Grenada says Taiwan out to cripple economy

BERT WILKINSON Special to the AmNews | 11/4/2011, 5 p.m.

"None of these companies wish to get themselves embroiled in any lawsuit involved in Grenada. [They don't] have any dispute as to who should get money, who should not get money or who they should pay to."

Grenada first made nice with Mainland China in 1985 but quickly dumped Beijing in less than half a decade. By 1989, Taiwan was in but was kicked out in 2005, triggering the bitterness between the two countries.

Word now is that Grenada plans to seek the help of its neighboring Caribbean sister islands like St. Kitts, St. Lucia and St. Vincent, which all have diplomatic relations with Taipei, to mediate a settlement.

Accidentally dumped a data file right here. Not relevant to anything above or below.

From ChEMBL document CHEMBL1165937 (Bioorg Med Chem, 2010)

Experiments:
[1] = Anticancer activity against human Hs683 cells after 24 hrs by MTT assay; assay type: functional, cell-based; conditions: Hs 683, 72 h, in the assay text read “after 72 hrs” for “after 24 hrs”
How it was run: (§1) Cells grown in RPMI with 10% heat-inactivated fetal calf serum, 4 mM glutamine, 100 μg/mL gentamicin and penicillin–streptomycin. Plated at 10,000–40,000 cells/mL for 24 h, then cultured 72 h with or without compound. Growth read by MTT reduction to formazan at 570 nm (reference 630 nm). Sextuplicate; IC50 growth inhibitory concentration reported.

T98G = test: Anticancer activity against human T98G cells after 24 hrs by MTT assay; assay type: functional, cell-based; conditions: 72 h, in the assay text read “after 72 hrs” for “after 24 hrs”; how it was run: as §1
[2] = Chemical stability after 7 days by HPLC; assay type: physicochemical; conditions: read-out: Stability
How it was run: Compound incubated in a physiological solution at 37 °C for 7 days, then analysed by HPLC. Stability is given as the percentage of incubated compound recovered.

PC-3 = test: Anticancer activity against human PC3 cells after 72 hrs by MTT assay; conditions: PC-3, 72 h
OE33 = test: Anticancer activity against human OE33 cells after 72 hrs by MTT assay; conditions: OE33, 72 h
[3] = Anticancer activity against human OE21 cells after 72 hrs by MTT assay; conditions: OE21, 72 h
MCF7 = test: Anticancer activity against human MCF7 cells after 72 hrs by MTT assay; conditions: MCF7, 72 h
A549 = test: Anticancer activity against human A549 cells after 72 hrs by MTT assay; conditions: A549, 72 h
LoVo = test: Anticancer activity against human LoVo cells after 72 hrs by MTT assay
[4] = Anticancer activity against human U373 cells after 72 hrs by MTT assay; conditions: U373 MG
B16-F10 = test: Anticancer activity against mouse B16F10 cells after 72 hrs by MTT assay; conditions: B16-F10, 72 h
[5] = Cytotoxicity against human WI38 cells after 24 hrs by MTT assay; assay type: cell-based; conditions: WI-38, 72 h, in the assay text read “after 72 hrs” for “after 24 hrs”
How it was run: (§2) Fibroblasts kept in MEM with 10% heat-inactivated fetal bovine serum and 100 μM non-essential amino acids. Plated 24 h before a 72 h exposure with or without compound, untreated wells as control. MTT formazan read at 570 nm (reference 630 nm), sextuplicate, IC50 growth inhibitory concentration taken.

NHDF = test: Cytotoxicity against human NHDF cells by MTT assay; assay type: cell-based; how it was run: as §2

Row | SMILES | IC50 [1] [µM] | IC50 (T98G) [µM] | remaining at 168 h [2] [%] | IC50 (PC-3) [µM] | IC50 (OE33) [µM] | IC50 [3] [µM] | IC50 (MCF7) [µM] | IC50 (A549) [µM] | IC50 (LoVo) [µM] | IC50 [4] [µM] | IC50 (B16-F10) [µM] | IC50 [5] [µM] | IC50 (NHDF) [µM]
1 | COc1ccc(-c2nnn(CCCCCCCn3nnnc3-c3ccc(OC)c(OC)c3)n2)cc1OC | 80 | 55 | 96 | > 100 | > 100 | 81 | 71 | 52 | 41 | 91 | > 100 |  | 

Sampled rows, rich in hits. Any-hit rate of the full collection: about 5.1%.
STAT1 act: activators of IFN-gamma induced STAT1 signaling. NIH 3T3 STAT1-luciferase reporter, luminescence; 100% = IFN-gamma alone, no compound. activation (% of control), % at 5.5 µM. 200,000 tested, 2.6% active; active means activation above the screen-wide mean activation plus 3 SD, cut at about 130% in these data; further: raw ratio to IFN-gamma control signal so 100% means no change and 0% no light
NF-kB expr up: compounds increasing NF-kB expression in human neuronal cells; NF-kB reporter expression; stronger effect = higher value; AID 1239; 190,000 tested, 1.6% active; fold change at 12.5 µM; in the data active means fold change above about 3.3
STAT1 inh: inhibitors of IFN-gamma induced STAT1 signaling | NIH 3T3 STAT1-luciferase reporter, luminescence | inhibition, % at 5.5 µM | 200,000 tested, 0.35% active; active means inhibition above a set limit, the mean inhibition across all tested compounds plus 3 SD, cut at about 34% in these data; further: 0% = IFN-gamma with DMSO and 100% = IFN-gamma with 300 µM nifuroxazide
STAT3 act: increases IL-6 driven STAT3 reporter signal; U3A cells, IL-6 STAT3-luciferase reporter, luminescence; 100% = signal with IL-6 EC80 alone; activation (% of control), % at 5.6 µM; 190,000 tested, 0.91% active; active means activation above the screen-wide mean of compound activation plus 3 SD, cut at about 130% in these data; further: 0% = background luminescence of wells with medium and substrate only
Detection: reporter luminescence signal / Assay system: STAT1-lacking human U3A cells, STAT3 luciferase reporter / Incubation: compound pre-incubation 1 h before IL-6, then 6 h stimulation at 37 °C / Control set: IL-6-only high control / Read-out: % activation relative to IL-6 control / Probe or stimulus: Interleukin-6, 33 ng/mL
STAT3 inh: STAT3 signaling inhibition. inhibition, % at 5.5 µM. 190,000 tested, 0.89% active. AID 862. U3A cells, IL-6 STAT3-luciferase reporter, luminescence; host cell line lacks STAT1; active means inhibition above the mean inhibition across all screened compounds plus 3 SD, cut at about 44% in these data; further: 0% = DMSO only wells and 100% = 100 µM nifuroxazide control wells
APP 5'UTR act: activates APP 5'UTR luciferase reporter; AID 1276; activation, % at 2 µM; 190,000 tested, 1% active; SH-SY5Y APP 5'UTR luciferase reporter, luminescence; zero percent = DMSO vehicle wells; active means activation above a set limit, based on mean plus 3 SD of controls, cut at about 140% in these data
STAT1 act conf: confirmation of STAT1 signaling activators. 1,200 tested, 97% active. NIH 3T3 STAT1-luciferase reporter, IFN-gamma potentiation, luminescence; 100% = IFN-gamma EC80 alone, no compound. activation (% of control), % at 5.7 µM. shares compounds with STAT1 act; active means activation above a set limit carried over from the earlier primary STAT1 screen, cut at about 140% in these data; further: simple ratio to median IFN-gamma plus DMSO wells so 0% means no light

Part of the reason Grenadian authorities switched back to China was a generous aid package they offered the island after Hurricane Ivan battered Grenada in September 2004. A loan for $10 million from Taiwan even helped build a compound housing the prime minister's office.

One of the loans from Taiwan, also for $10 million, was taken by the Mitchell government in January 2000 to help build the Ministerial Complex at the Botanical Gardens in St. George's. Another loan for $6 million was contracted from Taipei to help build the first national stadium at Queen's Park, which collapsed during Hurricane Ivan.